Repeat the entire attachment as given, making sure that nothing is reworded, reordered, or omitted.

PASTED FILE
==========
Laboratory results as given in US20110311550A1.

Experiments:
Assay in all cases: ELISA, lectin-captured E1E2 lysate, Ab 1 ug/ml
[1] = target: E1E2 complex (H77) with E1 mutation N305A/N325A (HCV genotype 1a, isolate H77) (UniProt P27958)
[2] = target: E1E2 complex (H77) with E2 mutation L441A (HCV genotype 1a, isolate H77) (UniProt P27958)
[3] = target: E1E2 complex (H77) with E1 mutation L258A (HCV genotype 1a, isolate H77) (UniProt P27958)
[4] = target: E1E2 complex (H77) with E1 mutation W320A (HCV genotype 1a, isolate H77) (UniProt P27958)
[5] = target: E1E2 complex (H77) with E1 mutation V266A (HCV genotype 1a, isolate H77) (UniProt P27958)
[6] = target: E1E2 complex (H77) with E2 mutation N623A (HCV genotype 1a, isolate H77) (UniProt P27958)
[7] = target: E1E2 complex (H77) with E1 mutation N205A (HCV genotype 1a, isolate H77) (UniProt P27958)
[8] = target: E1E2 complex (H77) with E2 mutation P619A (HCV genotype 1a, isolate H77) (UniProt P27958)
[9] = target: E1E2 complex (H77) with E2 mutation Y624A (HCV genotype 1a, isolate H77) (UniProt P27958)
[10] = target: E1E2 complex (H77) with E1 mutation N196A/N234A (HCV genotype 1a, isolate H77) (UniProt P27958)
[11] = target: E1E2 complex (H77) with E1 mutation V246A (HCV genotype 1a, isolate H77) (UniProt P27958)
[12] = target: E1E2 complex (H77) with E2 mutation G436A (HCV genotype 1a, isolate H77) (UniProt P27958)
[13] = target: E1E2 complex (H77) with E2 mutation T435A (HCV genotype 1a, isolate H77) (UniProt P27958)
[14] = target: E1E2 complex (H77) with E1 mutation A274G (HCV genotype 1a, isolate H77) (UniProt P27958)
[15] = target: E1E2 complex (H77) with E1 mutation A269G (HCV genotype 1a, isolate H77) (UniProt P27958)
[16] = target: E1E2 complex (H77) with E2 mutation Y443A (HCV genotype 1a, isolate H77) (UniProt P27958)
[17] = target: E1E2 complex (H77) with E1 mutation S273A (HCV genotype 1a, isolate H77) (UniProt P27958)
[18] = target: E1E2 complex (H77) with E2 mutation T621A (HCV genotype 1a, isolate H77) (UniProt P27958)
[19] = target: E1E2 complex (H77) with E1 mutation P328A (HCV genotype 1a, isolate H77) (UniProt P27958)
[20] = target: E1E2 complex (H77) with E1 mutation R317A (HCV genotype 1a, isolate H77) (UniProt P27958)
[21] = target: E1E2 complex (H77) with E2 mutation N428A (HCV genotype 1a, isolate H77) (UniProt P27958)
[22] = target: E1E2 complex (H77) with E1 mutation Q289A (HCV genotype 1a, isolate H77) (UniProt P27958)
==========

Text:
Laboratory results as given in US20110311550A1.

Experiments:
Assay in all cases: ELISA, lectin-captured E1E2 lysate, Ab 1 ug/ml
[1] = target: E1E2 complex (H77) with E1 mutation N305A/N325A (HCV genotype 1a, isolate H77) (UniProt P27958)
[2] = target: E1E2 complex (H77) with E2 mutation L441A (HCV genotype 1a, isolate H77) (UniProt P27958)
[3] = target: E1E2 complex (H77) with E1 mutation L258A (HCV genotype 1a, isolate H77) (UniProt P27958)
[4] = target: E1E2 complex (H77) with E1 mutation W320A (HCV genotype 1a, isolate H77) (UniProt P27958)
[5] = target: E1E2 complex (H77) with E1 mutation V266A (HCV genotype 1a, isolate H77) (UniProt P27958)
[6] = target: E1E2 complex (H77) with E2 mutation N623A (HCV genotype 1a, isolate H77) (UniProt P27958)
[7] = target: E1E2 complex (H77) with E1 mutation N205A (HCV genotype 1a, isolate H77) (UniProt P27958)
[8] = target: E1E2 complex (H77) with E2 mutation P619A (HCV genotype 1a, isolate H77) (UniProt P27958)
[9] = target: E1E2 complex (H77) with E2 mutation Y624A (HCV genotype 1a, isolate H77) (UniProt P27958)
[10] = target: E1E2 complex (H77) with E1 mutation N196A/N234A (HCV genotype 1a, isolate H77) (UniProt P27958)
[11] = target: E1E2 complex (H77) with E1 mutation V246A (HCV genotype 1a, isolate H77) (UniProt P27958)
[12] = target: E1E2 complex (H77) with E2 mutation G436A (HCV genotype 1a, isolate H77) (UniProt P27958)
[13] = target: E1E2 complex (H77) with E2 mutation T435A (HCV genotype 1a, isolate H77) (UniProt P27958)
[14] = target: E1E2 complex (H77) with E1 mutation A274G (HCV genotype 1a, isolate H77) (UniProt P27958)
[15] = target: E1E2 complex (H77) with E1 mutation A269G (HCV genotype 1a, isolate H77) (UniProt P27958)
[16] = target: E1E2 complex (H77) with E2 mutation Y443A (HCV genotype 1a, isolate H77) (UniProt P27958)
[17] = target: E1E2 complex (H77) with E1 mutation S273A (HCV genotype 1a, isolate H77) (UniProt P27958)
[18] = target: E1E2 complex (H77) with E2 mutation T621A (HCV genotype 1a, isolate H77) (UniProt P27958)
[19] = target: E1E2 complex (H77) with E1 mutation P328A (HCV genotype 1a, isolate H77) (UniProt P27958)
[20] = target: E1E2 complex (H77) with E1 mutation R317A (HCV genotype 1a, isolate H77) (UniProt P27958)
[21] = target: E1E2 complex (H77) with E2 mutation N428A (HCV genotype 1a, isolate H77) (UniProt P27958)
[22] = target: E1E2 complex (H77) with E1 mutation Q289A (HCV genotype 1a, isolate H77) (UniProt P27958)